Freeman Wills Crofts was an Irish mystery writer during the golden age of mysteries. His most famous detective was Inspector French. According to Masters of Mystery, he worked on a railroad and included his extensive knowledge of railways systems and places that they visit into his stories.
What I didn’t realize, until I recently read an article about him, was that many of his stories, and especially his earlier stories, were inverted detective stories. That is, rather than being whodunnits, they were howcatchems. I was surprised to learn that style of story (one can’t quite call it a mystery) was popular so early on. (Crofts sold hundreds of thousands of copies of his novels.)
The same article in which I found this out also said that the novels featuring Dr. Thorndyke, the detective of R. Austin Freeman, were also howcatchems rather than whodunnits. In fact, the Dr. Thorndyke novels were supposed to be so entirely about how the culprit was caught that scientific experiments—all of them performed by the author himself prior to writing about them—were (apparently) the chief amusement of the books.
Prior to learning about these detectives, the only inverted detective stories with which I was familiar were the episodes of the TV show Columbo. I never gave it much thought, but while if I was forced to make a guess I’d have guessed that someone had done an inverted detective story prior to Columbo, I never realized that it was actually popular prior to Columbo. It’s curious how much, in the circle of people I know, the earlier examples faded into obscurity. Though sometimes the characters are preserved longer than their authors.
I cannot recall having encountered, in my own time, anyone talking about Freeman Wills Crofts, nor have I heard anyone talk about R. Austin Freema. Dr. Thorndyke, however, is referred to fairly often in at least one of the Lord Peter Wimsey stories, and if my memory doesn’t deceive me, more than one. In the banter between Lord Peter and Harriet Vane, they sometimes talk about what Dr. Thorndyke would make of what they’ve found.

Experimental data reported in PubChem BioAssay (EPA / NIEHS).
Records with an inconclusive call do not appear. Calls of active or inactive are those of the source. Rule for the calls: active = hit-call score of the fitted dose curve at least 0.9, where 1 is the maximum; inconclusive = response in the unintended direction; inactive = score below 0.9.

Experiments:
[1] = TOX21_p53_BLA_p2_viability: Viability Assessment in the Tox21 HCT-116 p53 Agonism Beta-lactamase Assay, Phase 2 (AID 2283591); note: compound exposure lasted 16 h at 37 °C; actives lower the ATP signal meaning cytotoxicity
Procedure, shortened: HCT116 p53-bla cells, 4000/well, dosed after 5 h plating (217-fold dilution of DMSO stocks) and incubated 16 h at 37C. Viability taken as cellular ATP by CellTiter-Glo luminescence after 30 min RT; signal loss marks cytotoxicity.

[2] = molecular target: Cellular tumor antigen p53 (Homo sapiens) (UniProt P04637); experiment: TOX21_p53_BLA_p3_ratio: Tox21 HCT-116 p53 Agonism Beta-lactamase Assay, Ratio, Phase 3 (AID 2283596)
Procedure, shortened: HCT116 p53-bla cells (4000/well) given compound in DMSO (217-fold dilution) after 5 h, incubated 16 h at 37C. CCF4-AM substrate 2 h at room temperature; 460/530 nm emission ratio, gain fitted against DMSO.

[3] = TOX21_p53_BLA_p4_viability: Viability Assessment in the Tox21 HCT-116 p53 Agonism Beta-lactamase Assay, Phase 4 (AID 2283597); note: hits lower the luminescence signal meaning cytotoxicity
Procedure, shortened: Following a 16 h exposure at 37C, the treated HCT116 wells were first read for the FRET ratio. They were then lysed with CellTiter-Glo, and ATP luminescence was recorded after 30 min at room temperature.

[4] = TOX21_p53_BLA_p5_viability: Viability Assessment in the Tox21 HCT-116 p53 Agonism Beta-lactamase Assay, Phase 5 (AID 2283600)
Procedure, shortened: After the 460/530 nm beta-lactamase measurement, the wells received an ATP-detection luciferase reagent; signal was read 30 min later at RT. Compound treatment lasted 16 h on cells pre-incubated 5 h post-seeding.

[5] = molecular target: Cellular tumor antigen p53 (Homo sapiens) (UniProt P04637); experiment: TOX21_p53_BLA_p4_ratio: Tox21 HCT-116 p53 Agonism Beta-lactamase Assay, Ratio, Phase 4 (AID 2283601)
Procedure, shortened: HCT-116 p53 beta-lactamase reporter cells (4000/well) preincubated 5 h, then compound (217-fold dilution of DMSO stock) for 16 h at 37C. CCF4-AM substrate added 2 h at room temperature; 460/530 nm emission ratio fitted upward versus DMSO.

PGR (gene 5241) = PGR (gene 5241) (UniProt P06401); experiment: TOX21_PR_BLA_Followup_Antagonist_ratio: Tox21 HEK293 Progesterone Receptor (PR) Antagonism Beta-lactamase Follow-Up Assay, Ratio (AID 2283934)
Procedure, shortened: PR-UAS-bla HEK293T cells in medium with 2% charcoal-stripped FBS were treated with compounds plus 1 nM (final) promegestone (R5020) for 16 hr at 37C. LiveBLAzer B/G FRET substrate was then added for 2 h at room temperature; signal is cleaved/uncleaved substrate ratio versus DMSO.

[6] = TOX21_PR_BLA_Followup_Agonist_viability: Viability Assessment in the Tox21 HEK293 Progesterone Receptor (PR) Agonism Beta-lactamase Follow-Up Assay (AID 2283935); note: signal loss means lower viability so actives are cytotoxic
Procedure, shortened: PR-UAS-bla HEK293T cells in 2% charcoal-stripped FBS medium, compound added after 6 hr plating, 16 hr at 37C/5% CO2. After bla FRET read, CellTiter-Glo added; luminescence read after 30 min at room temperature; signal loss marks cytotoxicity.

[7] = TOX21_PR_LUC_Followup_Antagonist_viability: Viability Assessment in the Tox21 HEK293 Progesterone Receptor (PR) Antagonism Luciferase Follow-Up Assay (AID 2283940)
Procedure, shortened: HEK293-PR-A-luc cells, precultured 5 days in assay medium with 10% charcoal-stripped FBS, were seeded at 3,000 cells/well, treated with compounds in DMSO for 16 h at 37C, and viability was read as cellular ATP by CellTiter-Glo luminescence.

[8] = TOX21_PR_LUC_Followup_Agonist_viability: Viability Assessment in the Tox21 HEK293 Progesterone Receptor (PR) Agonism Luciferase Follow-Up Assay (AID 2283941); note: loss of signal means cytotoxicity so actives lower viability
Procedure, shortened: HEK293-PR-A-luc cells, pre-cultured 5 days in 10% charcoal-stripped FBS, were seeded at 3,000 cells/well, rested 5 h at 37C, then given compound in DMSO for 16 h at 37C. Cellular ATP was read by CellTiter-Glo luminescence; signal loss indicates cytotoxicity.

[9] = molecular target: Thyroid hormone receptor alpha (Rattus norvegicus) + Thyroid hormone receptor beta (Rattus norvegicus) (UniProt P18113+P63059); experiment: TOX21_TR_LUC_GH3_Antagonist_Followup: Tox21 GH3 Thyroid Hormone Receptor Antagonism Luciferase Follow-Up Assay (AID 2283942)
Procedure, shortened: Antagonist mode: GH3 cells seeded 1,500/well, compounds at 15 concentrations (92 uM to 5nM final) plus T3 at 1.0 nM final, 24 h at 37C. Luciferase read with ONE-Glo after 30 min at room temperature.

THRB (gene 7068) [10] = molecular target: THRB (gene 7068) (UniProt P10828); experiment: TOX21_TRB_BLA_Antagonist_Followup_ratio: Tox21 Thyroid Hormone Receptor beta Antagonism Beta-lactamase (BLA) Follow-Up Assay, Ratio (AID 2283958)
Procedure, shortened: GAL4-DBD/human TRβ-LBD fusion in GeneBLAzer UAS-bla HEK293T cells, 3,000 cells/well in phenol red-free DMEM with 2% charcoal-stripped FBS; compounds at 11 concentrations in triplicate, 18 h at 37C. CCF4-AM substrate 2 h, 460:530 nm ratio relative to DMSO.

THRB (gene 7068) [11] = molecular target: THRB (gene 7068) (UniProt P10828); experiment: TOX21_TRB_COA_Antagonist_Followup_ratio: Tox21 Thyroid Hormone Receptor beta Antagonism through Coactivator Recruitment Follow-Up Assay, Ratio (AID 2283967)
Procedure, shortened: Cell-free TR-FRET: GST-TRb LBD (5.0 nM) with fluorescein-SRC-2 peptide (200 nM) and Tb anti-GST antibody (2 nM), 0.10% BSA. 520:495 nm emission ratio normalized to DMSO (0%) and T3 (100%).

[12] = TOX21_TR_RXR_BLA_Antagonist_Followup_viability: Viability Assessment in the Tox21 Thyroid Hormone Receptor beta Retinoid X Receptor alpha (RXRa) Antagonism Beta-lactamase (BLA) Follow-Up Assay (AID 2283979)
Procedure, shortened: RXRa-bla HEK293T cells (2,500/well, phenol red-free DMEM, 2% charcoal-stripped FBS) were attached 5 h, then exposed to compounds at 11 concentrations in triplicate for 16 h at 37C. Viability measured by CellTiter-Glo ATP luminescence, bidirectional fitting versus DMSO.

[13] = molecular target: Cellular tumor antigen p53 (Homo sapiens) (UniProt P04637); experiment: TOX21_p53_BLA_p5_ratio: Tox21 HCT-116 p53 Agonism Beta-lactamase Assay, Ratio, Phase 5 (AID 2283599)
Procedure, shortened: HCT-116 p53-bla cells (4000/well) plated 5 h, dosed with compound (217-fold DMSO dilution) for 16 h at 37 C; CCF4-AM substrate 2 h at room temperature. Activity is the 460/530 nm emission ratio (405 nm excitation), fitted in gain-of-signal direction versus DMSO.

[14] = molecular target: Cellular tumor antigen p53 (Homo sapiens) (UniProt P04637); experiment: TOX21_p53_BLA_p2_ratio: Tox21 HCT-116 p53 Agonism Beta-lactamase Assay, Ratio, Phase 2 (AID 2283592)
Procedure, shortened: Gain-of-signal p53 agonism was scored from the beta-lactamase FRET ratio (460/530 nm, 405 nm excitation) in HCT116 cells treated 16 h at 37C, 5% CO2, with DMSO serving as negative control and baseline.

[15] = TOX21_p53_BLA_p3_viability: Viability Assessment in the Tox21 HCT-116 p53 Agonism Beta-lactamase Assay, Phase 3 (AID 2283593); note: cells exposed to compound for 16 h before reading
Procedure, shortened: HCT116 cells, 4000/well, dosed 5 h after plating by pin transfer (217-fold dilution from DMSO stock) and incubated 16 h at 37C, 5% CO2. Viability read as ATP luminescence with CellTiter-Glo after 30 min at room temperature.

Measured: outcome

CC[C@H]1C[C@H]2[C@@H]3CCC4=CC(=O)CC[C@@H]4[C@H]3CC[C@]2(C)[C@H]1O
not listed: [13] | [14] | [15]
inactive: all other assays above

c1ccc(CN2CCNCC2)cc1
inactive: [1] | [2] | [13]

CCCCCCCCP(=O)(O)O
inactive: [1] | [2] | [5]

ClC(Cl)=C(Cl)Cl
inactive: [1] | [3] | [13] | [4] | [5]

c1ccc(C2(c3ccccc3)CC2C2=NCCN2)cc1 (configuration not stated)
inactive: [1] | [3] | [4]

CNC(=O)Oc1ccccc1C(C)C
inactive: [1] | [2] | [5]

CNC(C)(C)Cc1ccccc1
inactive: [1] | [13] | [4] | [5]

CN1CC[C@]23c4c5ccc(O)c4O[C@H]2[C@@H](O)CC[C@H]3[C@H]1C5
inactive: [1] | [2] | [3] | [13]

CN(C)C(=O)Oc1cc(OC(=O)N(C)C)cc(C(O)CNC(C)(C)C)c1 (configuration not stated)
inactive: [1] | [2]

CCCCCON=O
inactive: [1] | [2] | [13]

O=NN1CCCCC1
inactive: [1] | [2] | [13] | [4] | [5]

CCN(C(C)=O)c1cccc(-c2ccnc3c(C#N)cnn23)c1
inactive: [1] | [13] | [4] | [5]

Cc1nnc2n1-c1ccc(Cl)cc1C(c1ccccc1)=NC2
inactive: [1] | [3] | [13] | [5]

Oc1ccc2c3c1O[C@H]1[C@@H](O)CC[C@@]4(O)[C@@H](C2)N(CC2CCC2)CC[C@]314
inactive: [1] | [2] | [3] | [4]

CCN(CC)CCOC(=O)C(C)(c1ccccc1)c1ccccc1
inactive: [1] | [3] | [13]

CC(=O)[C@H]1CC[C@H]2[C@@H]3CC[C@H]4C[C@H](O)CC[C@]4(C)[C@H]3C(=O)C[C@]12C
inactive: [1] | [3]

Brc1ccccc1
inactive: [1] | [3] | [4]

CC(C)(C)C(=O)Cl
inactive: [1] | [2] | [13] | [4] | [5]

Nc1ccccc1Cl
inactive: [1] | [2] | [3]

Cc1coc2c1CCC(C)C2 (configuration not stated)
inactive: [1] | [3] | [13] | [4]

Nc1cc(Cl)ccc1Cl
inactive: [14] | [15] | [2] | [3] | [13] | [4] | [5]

I find it a bit surprising to learn that Dr. Thorndyke wasn’t in mysteries but rather howcatchems. Perhaps I shouldn’t be, though. It was only a howcatchem from the reader’s perspective. From Dr. Thorndyke’s perspective, he was every bit as engaged in trying to solve a mystery as Lord Peter was.
The references to Dr. Thorndyke and learning more about him are also a curious vantage point onto popular culture references aging. The first few times I read the stories I had no idea who Dr. Thorndyke was except what was implied by how he was referenced; he was a brilliant Sherlock Holmes type. Past that, I knew nothing. Now that I know more, it is curious that the reference doesn’t really mean more to me than it did. Perhaps that would change if I were to actually read the Dr. Thorndyke stories—I can’t really say without having read them, of course. (I did just order the first book, The Red Thumb Mark, off of Amazon to at least read the first chapter.)
I think that this does point to popular culture references, if done with enough context to explain them, working reasonably well. It is handy, for example, that Dr. Thorndyke is a doctor; the prefix helps to clarify that the name refers to a person and not a company or a place, for example. Having the other person respond in some fashion also helps, because the response will, itself, help to fill in some of the knowledge necessary to understand the reference.
Popular culture references also adds something interesting to track down and to discuss with one’s friends. It’s curious what little tid bits of history get preserved by offhand comments from people who only ever existed in a writer’s imagination, prompting others to research these things and write down what they were.